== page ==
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Best post-lockout Ranger: Round 1, Carl Hagelin (4) vs. Chris Kreider (12)

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As the offseason wears on, us and Matt Josephs of Blue Line Station (Twitter: 11Matt_Josephs8) will be running a tournament for the Best Ranger since the 2005 lockout. Yesterday, #1 Ryan Callahan bested #8 Ruslan Fedotenko. Today the second round continues with #4 Carl Hagelin vs. #12 Chris Kreider. Kreider upset #5 Jed Ortmeyer in the previous round.

Carl Hagelin (acquired – 2007 draft, 6th round)

Carl Hagelin is the latest of late-round steals by the Rangers. Drafted prior to his freshman year at Michigan, Hagelin was a project pick. He was expected to spend four years at Michigan, and did just that. When the Rangers signed Hagelin, he became the second Wolverines captain to come to the Rangers in a five-year span (Jed Ortmeyer). Many projected he would make the big club out of camp, but Hagelin spent the first two months of the season in Connecticut before his first call up. The puck possession monster put up a line of 14-24-38 in the remaining 64 games that season, and was one of the major turning points of the season for the Rangers.

With all that speed and skill, Hagelin is a bit inconsistent. He shows flashes, but he needs to harness that on a regular basis in order to be a top-flight top-six forward. Right now he is one of the best puck possession forwards in the NHL who will contribute 15-20 goals and 40 or so points. That output puts him at the cusp of the top-six, or one of the best third liners in hockey. Throw in his superb defensive and penalty killing ability, and Hagelin’s value to this club will only go up.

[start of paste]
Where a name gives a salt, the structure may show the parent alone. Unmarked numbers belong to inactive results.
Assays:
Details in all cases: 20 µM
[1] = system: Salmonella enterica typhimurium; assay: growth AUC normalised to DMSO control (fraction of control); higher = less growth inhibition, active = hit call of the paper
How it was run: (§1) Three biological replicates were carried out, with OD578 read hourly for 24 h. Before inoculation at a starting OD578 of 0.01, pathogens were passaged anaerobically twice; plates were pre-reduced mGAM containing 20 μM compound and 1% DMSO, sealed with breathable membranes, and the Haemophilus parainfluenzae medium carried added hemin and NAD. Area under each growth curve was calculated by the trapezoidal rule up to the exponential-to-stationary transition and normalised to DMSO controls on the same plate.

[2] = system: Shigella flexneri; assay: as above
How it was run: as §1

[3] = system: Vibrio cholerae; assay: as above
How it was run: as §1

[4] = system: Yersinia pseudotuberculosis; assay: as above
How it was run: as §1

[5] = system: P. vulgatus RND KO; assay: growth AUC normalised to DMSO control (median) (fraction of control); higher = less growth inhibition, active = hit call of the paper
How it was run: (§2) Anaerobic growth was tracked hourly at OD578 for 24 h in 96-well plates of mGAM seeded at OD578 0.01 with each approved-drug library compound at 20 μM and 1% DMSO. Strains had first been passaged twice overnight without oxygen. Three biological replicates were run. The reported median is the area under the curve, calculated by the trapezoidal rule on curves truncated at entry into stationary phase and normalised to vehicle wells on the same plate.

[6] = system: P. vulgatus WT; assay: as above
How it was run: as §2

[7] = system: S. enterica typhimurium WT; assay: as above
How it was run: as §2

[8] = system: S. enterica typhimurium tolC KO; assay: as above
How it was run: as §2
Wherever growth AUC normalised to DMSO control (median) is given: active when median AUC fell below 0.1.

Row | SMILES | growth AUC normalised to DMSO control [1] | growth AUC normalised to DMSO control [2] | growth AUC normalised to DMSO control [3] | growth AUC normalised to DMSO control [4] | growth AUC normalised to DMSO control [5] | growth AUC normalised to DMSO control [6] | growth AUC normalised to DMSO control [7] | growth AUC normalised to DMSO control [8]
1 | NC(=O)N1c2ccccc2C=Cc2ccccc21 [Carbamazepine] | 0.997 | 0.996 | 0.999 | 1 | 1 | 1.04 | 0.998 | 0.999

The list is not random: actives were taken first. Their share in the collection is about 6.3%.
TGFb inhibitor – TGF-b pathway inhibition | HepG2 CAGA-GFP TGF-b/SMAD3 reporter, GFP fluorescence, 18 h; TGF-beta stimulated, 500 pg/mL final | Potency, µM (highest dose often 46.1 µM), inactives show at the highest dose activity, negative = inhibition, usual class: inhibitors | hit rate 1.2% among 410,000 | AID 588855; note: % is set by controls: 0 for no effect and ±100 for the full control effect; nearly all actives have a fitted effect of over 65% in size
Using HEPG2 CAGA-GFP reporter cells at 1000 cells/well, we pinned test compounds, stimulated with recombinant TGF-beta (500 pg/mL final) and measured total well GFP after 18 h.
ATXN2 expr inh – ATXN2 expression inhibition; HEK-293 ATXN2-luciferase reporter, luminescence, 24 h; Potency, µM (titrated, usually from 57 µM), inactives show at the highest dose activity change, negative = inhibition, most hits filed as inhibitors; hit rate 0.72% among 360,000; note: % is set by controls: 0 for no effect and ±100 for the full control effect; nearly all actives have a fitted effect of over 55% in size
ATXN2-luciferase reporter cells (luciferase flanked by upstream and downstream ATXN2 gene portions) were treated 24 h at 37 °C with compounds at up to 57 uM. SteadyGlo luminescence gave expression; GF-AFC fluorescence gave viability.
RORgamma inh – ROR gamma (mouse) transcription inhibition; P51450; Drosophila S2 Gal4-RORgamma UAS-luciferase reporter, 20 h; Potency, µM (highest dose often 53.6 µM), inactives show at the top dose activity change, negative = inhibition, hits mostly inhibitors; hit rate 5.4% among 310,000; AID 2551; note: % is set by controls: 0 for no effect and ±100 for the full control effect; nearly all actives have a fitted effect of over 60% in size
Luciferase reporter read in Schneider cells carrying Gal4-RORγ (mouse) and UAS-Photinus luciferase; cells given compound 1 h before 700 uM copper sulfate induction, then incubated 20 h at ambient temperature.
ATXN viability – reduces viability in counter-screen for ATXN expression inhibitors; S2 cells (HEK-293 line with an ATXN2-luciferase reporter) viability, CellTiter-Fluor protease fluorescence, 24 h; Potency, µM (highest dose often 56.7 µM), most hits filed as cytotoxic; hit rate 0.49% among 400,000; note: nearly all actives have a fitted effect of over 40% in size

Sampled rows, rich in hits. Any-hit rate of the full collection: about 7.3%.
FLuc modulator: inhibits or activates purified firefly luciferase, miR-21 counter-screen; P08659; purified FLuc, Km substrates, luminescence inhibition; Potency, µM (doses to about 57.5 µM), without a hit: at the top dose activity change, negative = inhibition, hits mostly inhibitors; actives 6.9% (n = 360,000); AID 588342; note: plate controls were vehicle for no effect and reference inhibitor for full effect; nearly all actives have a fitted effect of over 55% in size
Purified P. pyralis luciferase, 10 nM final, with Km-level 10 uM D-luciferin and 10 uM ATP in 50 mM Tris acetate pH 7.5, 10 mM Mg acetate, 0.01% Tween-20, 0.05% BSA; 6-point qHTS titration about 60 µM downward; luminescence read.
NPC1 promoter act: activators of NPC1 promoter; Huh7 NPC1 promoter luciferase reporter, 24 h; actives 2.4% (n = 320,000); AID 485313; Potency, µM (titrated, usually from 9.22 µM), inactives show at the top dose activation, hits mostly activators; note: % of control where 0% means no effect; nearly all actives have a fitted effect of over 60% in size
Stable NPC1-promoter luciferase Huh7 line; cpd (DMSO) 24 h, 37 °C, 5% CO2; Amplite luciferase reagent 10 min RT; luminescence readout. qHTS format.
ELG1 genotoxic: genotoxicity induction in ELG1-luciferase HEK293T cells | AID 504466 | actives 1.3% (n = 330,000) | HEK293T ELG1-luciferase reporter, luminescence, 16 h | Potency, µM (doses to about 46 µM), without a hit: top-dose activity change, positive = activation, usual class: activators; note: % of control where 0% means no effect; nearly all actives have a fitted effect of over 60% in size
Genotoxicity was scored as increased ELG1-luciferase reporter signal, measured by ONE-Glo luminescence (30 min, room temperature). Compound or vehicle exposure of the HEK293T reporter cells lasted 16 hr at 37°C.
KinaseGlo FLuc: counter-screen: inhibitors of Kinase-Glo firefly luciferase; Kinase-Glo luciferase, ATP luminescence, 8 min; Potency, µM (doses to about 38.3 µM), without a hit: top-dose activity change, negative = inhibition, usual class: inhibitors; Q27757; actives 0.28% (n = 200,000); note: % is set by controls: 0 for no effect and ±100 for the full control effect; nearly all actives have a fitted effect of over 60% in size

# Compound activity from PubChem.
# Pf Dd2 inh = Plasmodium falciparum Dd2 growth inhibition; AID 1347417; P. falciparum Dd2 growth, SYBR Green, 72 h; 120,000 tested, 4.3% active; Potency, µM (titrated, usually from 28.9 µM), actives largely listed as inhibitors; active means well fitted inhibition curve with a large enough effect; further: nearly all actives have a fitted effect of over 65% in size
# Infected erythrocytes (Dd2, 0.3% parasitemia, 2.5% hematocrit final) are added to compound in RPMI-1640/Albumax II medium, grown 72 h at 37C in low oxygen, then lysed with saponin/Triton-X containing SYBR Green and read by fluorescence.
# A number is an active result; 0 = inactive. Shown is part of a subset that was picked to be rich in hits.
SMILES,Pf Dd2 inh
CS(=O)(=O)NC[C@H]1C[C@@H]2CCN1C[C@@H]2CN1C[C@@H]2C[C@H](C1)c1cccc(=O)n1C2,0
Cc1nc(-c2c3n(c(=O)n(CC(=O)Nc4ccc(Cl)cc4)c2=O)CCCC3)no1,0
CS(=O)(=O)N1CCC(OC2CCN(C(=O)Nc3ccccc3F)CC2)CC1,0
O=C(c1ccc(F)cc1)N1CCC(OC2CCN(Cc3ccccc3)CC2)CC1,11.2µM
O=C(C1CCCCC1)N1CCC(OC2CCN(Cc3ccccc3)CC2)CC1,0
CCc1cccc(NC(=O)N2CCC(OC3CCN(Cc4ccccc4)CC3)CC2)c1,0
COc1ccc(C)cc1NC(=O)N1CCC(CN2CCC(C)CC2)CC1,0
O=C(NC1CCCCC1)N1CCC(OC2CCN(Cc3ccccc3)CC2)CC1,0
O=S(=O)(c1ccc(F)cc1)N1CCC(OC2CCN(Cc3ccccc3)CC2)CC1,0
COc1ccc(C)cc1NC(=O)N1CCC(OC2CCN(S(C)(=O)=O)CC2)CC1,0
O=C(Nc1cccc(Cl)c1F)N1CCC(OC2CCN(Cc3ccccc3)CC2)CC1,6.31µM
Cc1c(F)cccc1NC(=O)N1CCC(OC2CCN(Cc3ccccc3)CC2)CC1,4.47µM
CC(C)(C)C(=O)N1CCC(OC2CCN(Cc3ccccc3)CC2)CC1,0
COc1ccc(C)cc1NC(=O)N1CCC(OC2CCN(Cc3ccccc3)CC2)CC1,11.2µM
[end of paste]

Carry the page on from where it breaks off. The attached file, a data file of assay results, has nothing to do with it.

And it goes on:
Chris Kreider (acquired – 2009 draft, first round)

Kreider exploded on to the scene during the 2012 playoffs, joining the team for 18 games and scoring five goals in the process. Kreider showcased his lightning speed and great shot in the high pressure environment, helping the Rangers to get to the Conference Finals. At that point, Ranger fans were introduced to their first high profile scoring prospect since Mike York.

Kreider spent the lockout in Connecticut, where he struggled to fully adjust to the demands of the pro schedule. Kreider didn’t necessarily deserve his spot on the NHL roster when the season began, and it showed as he struggled to maintain consistency. When he was demoted mid-season, it seemed everything began to click and he played much better. His improved play earned him another call up for the playoffs, and while he didn’t score at the pace he did in 2012, he showed more confidence and poise with the puck.

With Kreider, it is all about potential. We’ve seen what he is capable of, and it’s a matter of putting it all together on a consistent basis. A new coach, one that is less aggressive, may help Kreider develop, but that’s something we won’t know until the season starts.

So who do you think is the better Ranger, Hagelin or Kreider? Vote thumbs up for the higher seed (Hagelin), or thumbs down for the lower seed (Kreider). Voting ends at midnight tonight.

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6 Responses to “Best post-lockout Ranger: Round 1, Carl Hagelin (4) vs. Chris Kreider (12)”

  1. Kreider’s evaluation by hockey scouts (Hockey News) prior to his selection by the Rangers was a big, fast player but 1) no hockey sense, doesn’t backcheck, plays well mostly when playing against younger, inferior talent, most likely player selected in the 1st round to be a bust.

    Hagelin was the captain of his college team and has the FASTEST SKATING TIME IN THE HISTORY OF THE NHL Rookies Skills competition. 2nd to him was center Andrew Cogliano (who I have pushed for the Rangers to trade for (and has never ever missed a game in his NHL career)..

  2. Scully says:

    This is tough… do we vote on what they might become? For all we know these two guys might be line mates for the next 10 years and be directly linked to each other’s success.

    I guess you’ve got to give it to Hagelin because of games played? Their post season experience is pretty much equal at this point. It’s Hagelin in a slight edge right now in who should win this vote, but I think he’s ranked a bit high as a #4 seed since he’s played about 110 NHL games in total and they just happen to all be in the last 2 seasons.

  3. bernmeister says:

    Like Hags
    Love Kreider, unfairly held back by Torts.